Aiming to deepen the community’s connection to Israel, the Jewish Federation of Greater Pittsburgh is helping to bring more young Israeli emissaries here. By doubling the number of participants in Pittsburgh’s shinshinim program to four, there’s a better chance for people to “build more meaningful relationships,” Federation staffer Risa Kelemer said.
Shinshinim, which is a pluralized amalgamation of the Hebrew words shnat sherut (year of service), is a program started in 2018 and operated in partnership between the Federation and the Jewish Agency.
Amit Haizler and Shahaf Balasiano served as Pittsburgh’s shinshinim during the past year. The duo routinely worked in area schools, synagogues and with youth groups.
Avi Baran Munro, Community Day School’s head of school, praised Haizler and Balasiano’s abilities to boost the vibrancy of “campus life,” saying they brought an “authentic and enriching Israel experience to our students and families through creative educational programming, challenging discussions and relationship-building.”
Rabbi Barbara Symons of Temple David agreed. She said the Monroeville-based congregation wholeheartedly supports the shinshinim program and that the Israeli emissaries had a positive impact on the congregation’s religious school students.
After learning that Temple David was engaging in a yearlong effort to promote knowledge of Israel, Haizler worked with teachers to create and shape interactive programming. At one point, he asked students to write personal notes that would be placed in the Kotel. Later, while visiting the Jewish state, Haizler filmed himself placing the students’ messages in the Western Wall.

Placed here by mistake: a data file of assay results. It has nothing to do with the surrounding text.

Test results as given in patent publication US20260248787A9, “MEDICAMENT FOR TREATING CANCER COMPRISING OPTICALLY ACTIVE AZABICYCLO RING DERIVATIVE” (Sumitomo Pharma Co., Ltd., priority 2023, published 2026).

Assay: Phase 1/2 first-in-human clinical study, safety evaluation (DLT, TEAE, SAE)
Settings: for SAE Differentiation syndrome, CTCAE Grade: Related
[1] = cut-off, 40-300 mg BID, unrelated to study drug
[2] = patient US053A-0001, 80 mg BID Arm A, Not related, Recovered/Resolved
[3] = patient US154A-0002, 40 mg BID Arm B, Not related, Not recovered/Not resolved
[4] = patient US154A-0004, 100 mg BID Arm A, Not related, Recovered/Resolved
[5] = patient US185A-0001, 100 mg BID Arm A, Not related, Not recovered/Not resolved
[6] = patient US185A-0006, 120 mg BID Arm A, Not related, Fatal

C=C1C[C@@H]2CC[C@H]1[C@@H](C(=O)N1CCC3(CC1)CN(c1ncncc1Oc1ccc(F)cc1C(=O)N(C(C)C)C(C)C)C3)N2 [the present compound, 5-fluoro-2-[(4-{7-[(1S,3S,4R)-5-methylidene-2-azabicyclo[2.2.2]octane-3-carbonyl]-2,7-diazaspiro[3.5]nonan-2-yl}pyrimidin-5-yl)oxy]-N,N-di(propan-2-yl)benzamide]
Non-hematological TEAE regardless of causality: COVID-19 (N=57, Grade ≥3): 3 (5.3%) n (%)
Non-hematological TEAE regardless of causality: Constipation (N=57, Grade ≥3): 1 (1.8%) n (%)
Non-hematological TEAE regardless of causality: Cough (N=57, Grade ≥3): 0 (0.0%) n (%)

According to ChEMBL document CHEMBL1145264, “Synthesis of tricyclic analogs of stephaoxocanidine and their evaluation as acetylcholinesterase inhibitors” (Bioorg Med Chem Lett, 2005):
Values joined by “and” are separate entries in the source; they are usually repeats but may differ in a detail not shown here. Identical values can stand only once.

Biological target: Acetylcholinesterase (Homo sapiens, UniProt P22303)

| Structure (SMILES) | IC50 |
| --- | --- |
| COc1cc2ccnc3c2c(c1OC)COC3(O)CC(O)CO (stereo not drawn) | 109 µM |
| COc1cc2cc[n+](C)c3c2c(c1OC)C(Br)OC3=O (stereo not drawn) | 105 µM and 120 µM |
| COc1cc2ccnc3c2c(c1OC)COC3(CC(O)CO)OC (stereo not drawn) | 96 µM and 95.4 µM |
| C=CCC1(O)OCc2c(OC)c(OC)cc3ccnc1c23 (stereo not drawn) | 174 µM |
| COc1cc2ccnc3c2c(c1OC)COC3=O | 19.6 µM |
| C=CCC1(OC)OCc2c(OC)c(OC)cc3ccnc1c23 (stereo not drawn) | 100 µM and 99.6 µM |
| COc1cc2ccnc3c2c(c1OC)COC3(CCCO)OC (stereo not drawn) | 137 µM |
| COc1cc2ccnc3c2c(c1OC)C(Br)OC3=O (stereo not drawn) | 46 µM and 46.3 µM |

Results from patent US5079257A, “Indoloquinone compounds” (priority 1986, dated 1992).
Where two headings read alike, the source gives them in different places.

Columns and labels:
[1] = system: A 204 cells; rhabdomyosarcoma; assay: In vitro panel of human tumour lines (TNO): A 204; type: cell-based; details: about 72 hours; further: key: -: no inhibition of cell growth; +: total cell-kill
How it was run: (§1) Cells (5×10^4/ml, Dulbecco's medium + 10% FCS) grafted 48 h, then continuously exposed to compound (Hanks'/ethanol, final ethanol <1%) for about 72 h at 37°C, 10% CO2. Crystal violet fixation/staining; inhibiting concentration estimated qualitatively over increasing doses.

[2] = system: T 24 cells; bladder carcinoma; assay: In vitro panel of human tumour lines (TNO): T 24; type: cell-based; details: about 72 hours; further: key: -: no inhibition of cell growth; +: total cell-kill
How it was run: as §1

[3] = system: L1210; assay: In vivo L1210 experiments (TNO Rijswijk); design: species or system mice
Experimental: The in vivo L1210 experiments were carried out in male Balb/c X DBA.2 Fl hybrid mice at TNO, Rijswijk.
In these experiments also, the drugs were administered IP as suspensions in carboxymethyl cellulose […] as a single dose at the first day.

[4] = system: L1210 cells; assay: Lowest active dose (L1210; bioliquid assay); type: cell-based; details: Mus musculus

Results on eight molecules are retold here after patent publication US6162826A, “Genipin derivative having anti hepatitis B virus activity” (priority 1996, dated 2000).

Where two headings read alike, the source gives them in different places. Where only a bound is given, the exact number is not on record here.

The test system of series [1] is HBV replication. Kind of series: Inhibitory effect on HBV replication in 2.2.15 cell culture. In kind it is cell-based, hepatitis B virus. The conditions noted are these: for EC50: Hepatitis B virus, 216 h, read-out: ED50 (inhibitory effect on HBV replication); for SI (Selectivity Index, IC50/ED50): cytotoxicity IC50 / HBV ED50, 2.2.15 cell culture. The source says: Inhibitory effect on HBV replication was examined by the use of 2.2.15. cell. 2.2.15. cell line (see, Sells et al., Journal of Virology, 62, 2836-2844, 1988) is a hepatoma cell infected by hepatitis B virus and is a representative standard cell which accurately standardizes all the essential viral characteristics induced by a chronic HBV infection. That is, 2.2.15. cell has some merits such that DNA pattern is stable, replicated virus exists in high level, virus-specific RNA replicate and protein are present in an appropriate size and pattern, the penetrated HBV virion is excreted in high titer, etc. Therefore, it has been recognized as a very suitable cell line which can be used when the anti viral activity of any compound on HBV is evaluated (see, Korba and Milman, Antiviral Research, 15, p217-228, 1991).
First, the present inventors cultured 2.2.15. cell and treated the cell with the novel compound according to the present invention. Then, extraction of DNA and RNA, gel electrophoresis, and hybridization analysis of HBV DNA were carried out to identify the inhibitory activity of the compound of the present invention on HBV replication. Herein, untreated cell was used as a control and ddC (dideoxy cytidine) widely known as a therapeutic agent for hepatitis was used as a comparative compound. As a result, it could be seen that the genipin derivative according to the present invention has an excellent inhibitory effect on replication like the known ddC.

“That was above and beyond,” Symons said.
Actions like these help people see Israel and Israelis in new ways, Kelemer said.
“The way that the younger generation is in tune about Israel is often from the media and American social media,” and younger people “don’t necessarily have a deep understanding, or
connection, or personal experience,” she said. “The shinshinim program helps them meet an Israeli, build an authentic relationship with an Israeli and understand that these are real people who are there, and that Israel is not an abstract idea.”
Munro also touted the shinshinim’s ability to personalize and convey large concepts, saying, “Our students especially respond to the youthful energy and perspective of the shinshinim, building real and lasting connections with these teen ambassadors and with modern Israel.”
A unique aspect of the shinshinim program is that it creates relationships that aren’t one-sided, Symons explained.
Whenever Haizler came to the school, “we always gave him bags of Bamba,” she said. “It was a taste of home, and he loved it every time.”
The shinshinim are teenagers and, for many, this is their first extended time away from family and friends. Kelemer hopes when the newest crop of young emissaries arrives on Aug. 9, the community will embrace them and foster a “bilateral” engagement.
“Our goal is people-to-people relationships — that’s the ultimate connection,” she said. “We can show them our home and what our community looks like, and they can show us what their home and community looks like.”
As opposed to simply welcoming someone and asking about their culture, this model enables the possibility of greater understanding, Kelemer continued. Pittsburghers can demonstrate the “strength” of one American Jewish community and, in turn, the young emissaries can “bring our sense of community back to Israel as well.” PJC
Adam Reinherz can be reached at email@example.com.